Hotline, I wasn't referring to a one-off 'field evaluation.' I was asking ... what's really wrong here?
I'm a bit disappointed in the lack of thoughtful replies. Maybe I should give it a try ...
Code already requires the pipe ends to b free of burrs and sharp edges.
Let's look at that shower arm as if it were any other piece of conduit:
OK, I see threads. Would it pass muster as IMC? After all, there are strength and wall thickness requirements for IMC.
There's also a minimum bending radius. Does this comply?
One difference between plumbing pipe and electrical pipe is that the ASTM standard specifies that the inside of electrical pipe be 'smooth.' In practice, this means that the lengthwise ridge formed when the pipe was welded together has been removed. What does the inside look like here?
I expect the plating does give enough corrosion protection.
What about copper pipe / tubing? Well, if you look at the relevand product standards, there's always room for alternative materials of similar strength. Maybe one of the copper tubing grades would pass muster as EMT.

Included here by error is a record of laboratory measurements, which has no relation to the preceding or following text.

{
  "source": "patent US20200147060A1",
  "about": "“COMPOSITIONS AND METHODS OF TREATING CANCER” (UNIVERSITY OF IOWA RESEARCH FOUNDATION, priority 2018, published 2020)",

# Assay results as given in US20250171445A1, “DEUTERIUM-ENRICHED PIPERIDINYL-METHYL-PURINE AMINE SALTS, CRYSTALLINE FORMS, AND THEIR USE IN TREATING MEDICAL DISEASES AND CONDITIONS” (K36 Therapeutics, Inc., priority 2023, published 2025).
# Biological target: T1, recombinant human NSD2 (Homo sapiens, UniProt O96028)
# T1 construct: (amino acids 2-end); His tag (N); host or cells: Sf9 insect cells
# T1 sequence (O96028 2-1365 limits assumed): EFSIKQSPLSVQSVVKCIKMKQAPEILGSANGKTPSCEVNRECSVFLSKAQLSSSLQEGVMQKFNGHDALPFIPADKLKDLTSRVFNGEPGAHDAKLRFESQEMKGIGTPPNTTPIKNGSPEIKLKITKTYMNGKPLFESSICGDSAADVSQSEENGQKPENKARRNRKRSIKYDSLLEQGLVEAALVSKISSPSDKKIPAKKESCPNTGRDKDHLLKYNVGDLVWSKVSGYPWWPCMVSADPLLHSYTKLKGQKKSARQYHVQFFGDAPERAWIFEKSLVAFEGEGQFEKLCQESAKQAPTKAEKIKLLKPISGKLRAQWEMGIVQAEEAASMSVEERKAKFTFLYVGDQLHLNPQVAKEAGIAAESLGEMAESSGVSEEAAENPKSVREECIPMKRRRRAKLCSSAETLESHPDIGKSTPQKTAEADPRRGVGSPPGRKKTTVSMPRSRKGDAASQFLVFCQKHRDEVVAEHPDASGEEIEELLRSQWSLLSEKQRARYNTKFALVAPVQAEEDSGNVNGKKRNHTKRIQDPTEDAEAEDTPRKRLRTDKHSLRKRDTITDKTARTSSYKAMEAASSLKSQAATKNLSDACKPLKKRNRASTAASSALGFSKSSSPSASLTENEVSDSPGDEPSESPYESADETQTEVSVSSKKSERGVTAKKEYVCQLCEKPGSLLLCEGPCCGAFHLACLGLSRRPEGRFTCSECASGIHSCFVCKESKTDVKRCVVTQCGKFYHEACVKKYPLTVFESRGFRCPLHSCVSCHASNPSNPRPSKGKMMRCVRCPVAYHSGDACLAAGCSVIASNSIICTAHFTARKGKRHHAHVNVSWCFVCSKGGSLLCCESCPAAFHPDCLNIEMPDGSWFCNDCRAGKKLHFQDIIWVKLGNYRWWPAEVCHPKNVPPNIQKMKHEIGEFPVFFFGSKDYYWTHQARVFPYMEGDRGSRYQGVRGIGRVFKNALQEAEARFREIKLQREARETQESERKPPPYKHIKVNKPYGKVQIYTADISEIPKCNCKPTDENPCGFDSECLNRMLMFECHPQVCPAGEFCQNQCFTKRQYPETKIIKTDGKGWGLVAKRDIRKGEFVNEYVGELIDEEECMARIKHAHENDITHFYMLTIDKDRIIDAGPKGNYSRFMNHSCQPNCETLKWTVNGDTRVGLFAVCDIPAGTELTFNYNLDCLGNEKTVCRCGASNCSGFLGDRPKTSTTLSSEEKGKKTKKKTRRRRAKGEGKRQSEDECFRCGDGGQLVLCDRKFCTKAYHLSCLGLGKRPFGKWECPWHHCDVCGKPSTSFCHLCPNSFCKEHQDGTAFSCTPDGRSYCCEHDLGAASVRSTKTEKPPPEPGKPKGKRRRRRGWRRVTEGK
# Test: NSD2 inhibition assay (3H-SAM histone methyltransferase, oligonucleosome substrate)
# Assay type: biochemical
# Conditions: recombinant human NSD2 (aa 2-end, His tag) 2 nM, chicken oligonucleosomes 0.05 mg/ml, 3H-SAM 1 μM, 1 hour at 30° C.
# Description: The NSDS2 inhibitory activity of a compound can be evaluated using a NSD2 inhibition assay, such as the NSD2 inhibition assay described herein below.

A problem arises with the fittings, as code tells us we cannot rely upon solder alone for our connections. Now, if they used an old-style 'dimpler' together with solder, they'd be good to go.
Let's look at that Bell box. First off, what's to keep the connection from coming loose? I'd want to see a locknut there.
Just as important, code requires the box to be supported by at least two conduits, where conduitprovides the support. I only see one.
Open KO's, etc., are issues that would apply to any installation.